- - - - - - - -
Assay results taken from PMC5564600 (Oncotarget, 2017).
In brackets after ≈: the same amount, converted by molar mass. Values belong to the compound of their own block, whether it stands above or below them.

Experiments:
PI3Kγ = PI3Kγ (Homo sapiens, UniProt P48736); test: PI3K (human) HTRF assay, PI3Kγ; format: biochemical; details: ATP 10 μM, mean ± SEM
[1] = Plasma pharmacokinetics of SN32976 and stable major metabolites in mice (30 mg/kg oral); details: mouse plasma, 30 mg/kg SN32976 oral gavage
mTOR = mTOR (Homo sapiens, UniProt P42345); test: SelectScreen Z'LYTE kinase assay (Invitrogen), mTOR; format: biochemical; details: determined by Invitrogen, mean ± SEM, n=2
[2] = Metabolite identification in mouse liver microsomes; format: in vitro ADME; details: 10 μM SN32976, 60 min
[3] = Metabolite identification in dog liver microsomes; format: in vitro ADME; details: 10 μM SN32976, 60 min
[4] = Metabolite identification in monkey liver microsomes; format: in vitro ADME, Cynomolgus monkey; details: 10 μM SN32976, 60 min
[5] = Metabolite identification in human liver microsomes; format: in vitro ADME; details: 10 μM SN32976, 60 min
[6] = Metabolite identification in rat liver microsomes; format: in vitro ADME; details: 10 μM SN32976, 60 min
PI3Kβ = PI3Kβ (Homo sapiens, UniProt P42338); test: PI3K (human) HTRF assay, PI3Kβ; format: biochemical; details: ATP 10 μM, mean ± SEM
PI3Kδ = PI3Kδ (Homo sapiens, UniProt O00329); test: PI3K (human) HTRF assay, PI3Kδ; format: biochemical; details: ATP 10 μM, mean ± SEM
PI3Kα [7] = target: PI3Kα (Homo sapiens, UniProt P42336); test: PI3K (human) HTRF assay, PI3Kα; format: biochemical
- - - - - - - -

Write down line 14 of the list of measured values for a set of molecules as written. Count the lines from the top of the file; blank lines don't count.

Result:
PI3Kα [7] = target: PI3Kα (Homo sapiens, UniProt P42336); test: PI3K (human) HTRF assay, PI3Kα; format: biochemical